BPA reported in few children's products

Marla Cone/EHN
By Jane Kay
Environmental Health News
 
May 6, 2013
 

Bisphenol A was reported in eight children's products. Included are the dyes of soft toys sold by Triboro Quilt Manufacturing Corp. and Wal-Mart. Michaels Stores reported it in bracelets, sportswear, jewelry craft materials and fancy dress accessories. MGA Entertainment and Little Tikes found it in ride-on toys.

Produced in large volumes, BPA imitates estrogen. Laboratory tests by scientists have shown effects on the body weight, litter size and sexual development of pups when pregnant rats and mice are exposed. In humans, some research has linked it to increased risk of heart disease, obesity, diabetes and asthma.

“Because BPA is a reproductive, developmental, and systemic toxicant in animal studies and is weakly estrogenic, there are questions about its potential impact, particularly on children’s health and the environment,” the Environmental Protection Agency says.

Almost 93 percent of people in the United States ages 6 years and older have traces of BPA in their bodies, according to a large nationwide study by the U.S. Centers for Disease Control and Prevention. The possible effects on children, who have higher levels than adults, are unknown.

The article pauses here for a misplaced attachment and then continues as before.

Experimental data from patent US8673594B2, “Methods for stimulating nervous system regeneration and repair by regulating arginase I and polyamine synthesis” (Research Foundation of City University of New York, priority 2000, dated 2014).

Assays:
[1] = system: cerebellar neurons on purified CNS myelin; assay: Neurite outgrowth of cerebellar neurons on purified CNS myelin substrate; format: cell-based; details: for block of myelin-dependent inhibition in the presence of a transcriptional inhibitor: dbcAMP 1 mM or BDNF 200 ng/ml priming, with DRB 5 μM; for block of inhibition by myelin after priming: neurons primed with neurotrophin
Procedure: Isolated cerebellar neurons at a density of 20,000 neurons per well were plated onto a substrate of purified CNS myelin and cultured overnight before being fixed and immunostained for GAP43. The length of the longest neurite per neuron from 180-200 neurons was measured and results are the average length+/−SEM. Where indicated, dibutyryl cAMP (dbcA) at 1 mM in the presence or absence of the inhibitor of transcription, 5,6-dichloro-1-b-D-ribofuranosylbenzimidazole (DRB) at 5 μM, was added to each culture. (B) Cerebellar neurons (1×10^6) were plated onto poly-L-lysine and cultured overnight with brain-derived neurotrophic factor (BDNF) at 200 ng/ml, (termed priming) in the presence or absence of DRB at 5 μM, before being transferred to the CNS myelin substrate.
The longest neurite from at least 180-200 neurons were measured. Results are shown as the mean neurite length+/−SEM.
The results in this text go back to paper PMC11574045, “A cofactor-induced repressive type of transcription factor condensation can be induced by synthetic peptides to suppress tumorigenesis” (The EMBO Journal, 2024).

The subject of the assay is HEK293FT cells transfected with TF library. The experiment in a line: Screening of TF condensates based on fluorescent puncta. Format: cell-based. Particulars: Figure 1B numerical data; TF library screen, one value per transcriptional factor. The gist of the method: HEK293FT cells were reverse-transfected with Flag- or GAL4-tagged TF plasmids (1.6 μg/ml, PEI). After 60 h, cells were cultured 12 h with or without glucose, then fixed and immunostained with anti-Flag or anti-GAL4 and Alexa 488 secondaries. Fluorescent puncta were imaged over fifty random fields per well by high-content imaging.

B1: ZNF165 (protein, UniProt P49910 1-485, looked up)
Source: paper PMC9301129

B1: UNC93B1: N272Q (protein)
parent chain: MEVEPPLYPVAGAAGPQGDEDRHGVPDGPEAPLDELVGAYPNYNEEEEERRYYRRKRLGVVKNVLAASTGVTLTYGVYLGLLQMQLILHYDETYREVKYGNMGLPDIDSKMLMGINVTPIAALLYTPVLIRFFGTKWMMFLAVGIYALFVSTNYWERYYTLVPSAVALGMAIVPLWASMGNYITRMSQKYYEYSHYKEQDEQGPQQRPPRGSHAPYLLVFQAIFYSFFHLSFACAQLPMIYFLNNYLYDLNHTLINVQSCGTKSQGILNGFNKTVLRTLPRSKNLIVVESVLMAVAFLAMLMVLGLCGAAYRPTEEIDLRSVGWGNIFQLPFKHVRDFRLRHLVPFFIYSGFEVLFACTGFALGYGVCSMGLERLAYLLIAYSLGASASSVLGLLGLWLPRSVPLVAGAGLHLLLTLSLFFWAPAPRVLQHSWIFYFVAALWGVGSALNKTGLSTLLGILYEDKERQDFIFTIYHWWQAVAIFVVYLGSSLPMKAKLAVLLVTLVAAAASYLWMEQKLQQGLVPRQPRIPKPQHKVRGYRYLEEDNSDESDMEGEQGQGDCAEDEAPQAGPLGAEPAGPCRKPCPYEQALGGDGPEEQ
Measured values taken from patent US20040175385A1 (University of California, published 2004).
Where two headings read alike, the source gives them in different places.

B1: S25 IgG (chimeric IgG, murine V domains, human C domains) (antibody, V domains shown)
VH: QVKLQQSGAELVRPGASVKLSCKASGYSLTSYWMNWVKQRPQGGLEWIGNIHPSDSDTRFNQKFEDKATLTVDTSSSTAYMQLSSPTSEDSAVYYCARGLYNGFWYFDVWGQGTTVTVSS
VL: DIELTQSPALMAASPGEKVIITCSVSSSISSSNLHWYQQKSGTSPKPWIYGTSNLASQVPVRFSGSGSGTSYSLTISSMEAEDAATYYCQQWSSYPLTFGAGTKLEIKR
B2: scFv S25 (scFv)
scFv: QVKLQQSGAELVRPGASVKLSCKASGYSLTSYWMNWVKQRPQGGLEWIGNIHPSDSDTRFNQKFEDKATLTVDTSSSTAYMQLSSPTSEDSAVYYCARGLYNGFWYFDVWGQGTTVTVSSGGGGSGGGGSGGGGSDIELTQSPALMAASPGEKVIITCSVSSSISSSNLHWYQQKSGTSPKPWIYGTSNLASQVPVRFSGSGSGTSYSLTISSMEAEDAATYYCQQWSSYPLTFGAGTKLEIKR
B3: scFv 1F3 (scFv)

People’s exposure to the compound, used in polycarbonate plastic, canned food liners, some paper receipts and dental sealants, comes from a variety of sources. “Although most human exposure to BPA is believed to come from food and beverage packaging, less than 5 percent of the BPA produced is used in food contact applications,” according to the EPA. An estimated two billion pounds of BPA are produced annually in the United States alone.

The EPA, the Food and Drug Administration and the National Institute of Environmental Health Sciences are reviewing the science related to BPA to determine whether it should be regulated.

For more information on BPA in products, search the Washington state database.

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